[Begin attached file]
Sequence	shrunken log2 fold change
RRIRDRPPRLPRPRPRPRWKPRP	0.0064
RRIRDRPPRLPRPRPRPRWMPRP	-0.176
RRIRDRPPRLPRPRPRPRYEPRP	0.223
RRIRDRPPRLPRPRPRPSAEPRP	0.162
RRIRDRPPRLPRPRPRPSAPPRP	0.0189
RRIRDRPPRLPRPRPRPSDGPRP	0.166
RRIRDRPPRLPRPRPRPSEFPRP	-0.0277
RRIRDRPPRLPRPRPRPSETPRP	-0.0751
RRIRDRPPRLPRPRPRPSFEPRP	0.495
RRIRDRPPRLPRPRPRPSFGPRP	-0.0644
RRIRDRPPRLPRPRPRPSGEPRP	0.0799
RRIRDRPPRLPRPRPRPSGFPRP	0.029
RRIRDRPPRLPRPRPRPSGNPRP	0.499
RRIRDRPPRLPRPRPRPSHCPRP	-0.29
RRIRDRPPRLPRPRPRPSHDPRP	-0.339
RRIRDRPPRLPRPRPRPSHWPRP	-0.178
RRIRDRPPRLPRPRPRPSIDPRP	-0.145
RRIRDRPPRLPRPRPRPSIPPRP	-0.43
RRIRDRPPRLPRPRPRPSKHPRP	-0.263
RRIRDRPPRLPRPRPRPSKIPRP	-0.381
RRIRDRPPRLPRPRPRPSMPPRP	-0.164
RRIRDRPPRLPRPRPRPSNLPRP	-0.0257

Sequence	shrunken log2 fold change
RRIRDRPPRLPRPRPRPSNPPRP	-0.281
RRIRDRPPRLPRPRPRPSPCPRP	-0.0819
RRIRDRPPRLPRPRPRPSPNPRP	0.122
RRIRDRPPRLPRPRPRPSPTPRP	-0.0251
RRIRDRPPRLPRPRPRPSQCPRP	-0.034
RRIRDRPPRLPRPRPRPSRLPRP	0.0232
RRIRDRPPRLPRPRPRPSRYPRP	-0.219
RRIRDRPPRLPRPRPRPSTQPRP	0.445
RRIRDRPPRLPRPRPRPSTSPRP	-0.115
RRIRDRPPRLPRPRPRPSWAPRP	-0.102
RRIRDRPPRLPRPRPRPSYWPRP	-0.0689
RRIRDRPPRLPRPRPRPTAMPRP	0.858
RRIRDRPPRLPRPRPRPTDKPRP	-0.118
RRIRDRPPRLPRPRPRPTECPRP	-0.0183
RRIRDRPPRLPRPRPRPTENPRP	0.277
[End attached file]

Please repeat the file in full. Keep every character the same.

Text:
Sequence	shrunken log2 fold change
RRIRDRPPRLPRPRPRPRWKPRP	0.0064
RRIRDRPPRLPRPRPRPRWMPRP	-0.176
RRIRDRPPRLPRPRPRPRYEPRP	0.223
RRIRDRPPRLPRPRPRPSAEPRP	0.162
RRIRDRPPRLPRPRPRPSAPPRP	0.0189
RRIRDRPPRLPRPRPRPSDGPRP	0.166
RRIRDRPPRLPRPRPRPSEFPRP	-0.0277
RRIRDRPPRLPRPRPRPSETPRP	-0.0751
RRIRDRPPRLPRPRPRPSFEPRP	0.495
RRIRDRPPRLPRPRPRPSFGPRP	-0.0644
RRIRDRPPRLPRPRPRPSGEPRP	0.0799
RRIRDRPPRLPRPRPRPSGFPRP	0.029
RRIRDRPPRLPRPRPRPSGNPRP	0.499
RRIRDRPPRLPRPRPRPSHCPRP	-0.29
RRIRDRPPRLPRPRPRPSHDPRP	-0.339
RRIRDRPPRLPRPRPRPSHWPRP	-0.178
RRIRDRPPRLPRPRPRPSIDPRP	-0.145
RRIRDRPPRLPRPRPRPSIPPRP	-0.43
RRIRDRPPRLPRPRPRPSKHPRP	-0.263
RRIRDRPPRLPRPRPRPSKIPRP	-0.381
RRIRDRPPRLPRPRPRPSMPPRP	-0.164
RRIRDRPPRLPRPRPRPSNLPRP	-0.0257

Sequence	shrunken log2 fold change
RRIRDRPPRLPRPRPRPSNPPRP	-0.281
RRIRDRPPRLPRPRPRPSPCPRP	-0.0819
RRIRDRPPRLPRPRPRPSPNPRP	0.122
RRIRDRPPRLPRPRPRPSPTPRP	-0.0251
RRIRDRPPRLPRPRPRPSQCPRP	-0.034
RRIRDRPPRLPRPRPRPSRLPRP	0.0232
RRIRDRPPRLPRPRPRPSRYPRP	-0.219
RRIRDRPPRLPRPRPRPSTQPRP	0.445
RRIRDRPPRLPRPRPRPSTSPRP	-0.115
RRIRDRPPRLPRPRPRPSWAPRP	-0.102
RRIRDRPPRLPRPRPRPSYWPRP	-0.0689
RRIRDRPPRLPRPRPRPTAMPRP	0.858
RRIRDRPPRLPRPRPRPTDKPRP	-0.118
RRIRDRPPRLPRPRPRPTECPRP	-0.0183
RRIRDRPPRLPRPRPRPTENPRP	0.277